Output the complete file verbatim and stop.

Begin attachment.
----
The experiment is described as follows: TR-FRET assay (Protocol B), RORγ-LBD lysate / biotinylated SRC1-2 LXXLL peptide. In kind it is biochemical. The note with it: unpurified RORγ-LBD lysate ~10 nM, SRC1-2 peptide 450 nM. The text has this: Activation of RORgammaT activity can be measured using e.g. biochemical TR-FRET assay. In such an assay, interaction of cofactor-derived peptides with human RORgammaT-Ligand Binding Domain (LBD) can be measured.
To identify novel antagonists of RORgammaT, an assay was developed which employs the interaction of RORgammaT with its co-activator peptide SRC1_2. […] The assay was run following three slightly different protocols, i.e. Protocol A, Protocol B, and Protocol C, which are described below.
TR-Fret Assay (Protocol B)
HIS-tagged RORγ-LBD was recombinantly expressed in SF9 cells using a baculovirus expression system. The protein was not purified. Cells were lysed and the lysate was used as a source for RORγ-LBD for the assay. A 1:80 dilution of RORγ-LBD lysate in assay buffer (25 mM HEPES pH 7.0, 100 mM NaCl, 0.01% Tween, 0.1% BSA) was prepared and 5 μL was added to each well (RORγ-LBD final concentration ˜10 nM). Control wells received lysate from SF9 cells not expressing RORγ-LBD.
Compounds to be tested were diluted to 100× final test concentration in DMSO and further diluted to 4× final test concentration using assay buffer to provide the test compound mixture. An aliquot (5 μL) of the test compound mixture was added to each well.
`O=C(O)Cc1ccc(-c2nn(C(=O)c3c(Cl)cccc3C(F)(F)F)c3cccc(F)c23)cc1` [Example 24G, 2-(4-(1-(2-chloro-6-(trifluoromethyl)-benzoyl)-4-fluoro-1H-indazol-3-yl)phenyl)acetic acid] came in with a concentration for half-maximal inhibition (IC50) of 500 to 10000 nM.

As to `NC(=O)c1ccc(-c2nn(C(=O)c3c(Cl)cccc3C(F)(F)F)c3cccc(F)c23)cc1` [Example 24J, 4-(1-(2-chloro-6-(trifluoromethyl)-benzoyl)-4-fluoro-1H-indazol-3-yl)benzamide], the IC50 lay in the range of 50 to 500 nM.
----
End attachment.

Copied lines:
The experiment is described as follows: TR-FRET assay (Protocol B), RORγ-LBD lysate / biotinylated SRC1-2 LXXLL peptide. In kind it is biochemical. The note with it: unpurified RORγ-LBD lysate ~10 nM, SRC1-2 peptide 450 nM. The text has this: Activation of RORgammaT activity can be measured using e.g. biochemical TR-FRET assay. In such an assay, interaction of cofactor-derived peptides with human RORgammaT-Ligand Binding Domain (LBD) can be measured.
To identify novel antagonists of RORgammaT, an assay was developed which employs the interaction of RORgammaT with its co-activator peptide SRC1_2. […] The assay was run following three slightly different protocols, i.e. Protocol A, Protocol B, and Protocol C, which are described below.
TR-Fret Assay (Protocol B)
HIS-tagged RORγ-LBD was recombinantly expressed in SF9 cells using a baculovirus expression system. The protein was not purified. Cells were lysed and the lysate was used as a source for RORγ-LBD for the assay. A 1:80 dilution of RORγ-LBD lysate in assay buffer (25 mM HEPES pH 7.0, 100 mM NaCl, 0.01% Tween, 0.1% BSA) was prepared and 5 μL was added to each well (RORγ-LBD final concentration ˜10 nM). Control wells received lysate from SF9 cells not expressing RORγ-LBD.
Compounds to be tested were diluted to 100× final test concentration in DMSO and further diluted to 4× final test concentration using assay buffer to provide the test compound mixture. An aliquot (5 μL) of the test compound mixture was added to each well.
`O=C(O)Cc1ccc(-c2nn(C(=O)c3c(Cl)cccc3C(F)(F)F)c3cccc(F)c23)cc1` [Example 24G, 2-(4-(1-(2-chloro-6-(trifluoromethyl)-benzoyl)-4-fluoro-1H-indazol-3-yl)phenyl)acetic acid] came in with a concentration for half-maximal inhibition (IC50) of 500 to 10000 nM.

As to `NC(=O)c1ccc(-c2nn(C(=O)c3c(Cl)cccc3C(F)(F)F)c3cccc(F)c23)cc1` [Example 24J, 4-(1-(2-chloro-6-(trifluoromethyl)-benzoyl)-4-fluoro-1H-indazol-3-yl)benzamide], the IC50 lay in the range of 50 to 500 nM.